Mark Roe quoted in Rajan & Zingales (2003). Presented without comment:
“The U.S. financial system on the eve of World War I was primarily a much fragmented banking system. As Roe (1994) argues, this fragmentation has historically been the result of a populist fear of large financial institutions. In part, this fear was motivated by political rivalry between states and the fear that, if unchecked, New York would control the rest of the country through its strong banks” (p. 3).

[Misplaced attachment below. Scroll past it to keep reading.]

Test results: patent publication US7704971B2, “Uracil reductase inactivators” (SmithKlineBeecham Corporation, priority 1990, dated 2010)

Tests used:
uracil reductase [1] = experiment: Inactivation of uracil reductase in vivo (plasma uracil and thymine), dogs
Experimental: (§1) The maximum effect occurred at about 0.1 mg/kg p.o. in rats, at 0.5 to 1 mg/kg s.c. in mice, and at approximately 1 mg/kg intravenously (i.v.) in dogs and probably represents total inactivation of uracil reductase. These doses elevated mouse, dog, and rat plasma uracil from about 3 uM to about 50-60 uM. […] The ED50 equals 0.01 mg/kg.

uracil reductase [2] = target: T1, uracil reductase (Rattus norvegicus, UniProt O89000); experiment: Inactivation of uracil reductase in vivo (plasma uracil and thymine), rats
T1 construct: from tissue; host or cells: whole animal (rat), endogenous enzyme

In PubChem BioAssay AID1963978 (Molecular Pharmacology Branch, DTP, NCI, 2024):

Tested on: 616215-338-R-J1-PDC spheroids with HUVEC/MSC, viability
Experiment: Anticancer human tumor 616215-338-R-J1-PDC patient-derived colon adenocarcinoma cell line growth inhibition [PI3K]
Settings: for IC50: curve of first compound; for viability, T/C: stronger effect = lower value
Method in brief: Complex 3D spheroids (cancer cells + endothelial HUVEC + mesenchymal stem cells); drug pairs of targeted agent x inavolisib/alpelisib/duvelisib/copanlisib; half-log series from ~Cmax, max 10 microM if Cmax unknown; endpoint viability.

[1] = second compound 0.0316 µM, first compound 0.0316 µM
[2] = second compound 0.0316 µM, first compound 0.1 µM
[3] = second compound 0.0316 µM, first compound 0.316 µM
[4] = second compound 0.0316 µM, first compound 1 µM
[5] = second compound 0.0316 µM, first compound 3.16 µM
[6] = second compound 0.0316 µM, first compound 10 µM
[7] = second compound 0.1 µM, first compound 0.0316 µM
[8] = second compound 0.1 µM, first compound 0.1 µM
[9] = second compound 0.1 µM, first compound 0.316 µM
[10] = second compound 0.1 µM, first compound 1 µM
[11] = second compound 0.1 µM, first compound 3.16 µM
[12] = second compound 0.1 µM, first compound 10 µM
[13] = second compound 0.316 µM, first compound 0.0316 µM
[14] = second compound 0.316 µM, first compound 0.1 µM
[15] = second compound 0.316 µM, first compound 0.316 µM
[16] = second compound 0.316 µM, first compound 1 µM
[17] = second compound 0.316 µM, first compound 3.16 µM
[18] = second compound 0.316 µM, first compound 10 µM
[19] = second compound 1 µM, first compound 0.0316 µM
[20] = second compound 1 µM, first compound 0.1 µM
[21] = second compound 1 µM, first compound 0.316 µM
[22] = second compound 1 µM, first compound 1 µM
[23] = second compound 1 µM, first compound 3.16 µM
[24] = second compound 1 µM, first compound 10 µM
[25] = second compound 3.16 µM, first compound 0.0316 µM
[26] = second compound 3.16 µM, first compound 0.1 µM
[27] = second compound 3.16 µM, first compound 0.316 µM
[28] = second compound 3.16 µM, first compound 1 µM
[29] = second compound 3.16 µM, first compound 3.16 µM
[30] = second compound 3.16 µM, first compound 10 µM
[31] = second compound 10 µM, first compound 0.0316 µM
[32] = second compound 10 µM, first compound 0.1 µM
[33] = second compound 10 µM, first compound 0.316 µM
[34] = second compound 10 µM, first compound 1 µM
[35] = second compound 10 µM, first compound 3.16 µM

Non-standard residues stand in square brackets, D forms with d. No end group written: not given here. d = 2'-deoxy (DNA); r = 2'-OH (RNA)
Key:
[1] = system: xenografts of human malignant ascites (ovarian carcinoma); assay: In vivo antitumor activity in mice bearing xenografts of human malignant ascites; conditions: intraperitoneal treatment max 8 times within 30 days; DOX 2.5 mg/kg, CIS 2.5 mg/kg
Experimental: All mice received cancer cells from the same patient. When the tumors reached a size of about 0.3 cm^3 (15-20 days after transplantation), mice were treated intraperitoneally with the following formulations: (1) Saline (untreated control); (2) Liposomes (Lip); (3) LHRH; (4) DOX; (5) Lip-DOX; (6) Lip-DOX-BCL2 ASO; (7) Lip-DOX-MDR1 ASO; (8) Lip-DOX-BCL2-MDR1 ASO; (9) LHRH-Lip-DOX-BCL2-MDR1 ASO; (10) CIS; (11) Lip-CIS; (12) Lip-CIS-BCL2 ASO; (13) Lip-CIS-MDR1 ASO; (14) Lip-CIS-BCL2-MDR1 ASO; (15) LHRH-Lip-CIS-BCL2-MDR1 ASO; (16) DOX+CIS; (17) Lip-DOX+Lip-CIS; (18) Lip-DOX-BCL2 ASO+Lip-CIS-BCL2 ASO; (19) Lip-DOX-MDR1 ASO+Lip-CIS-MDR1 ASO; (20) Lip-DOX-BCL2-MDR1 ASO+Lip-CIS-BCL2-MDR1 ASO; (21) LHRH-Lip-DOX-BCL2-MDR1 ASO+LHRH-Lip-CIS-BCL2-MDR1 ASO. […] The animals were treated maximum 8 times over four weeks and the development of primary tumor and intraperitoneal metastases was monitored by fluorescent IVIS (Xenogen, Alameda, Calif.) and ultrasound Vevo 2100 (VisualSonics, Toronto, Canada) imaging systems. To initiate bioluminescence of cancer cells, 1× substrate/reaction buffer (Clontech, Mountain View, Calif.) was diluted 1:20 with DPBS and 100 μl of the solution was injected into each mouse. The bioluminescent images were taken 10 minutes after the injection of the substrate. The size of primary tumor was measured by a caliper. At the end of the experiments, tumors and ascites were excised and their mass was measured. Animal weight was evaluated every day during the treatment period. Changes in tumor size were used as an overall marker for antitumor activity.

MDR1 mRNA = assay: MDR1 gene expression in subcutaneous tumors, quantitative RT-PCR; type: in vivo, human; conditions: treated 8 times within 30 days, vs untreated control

Roe, M. J., (1994). Strong Managers, Weak Owners: The Political Roots of American Corporate
Finance. Princeton University Press, Princeton.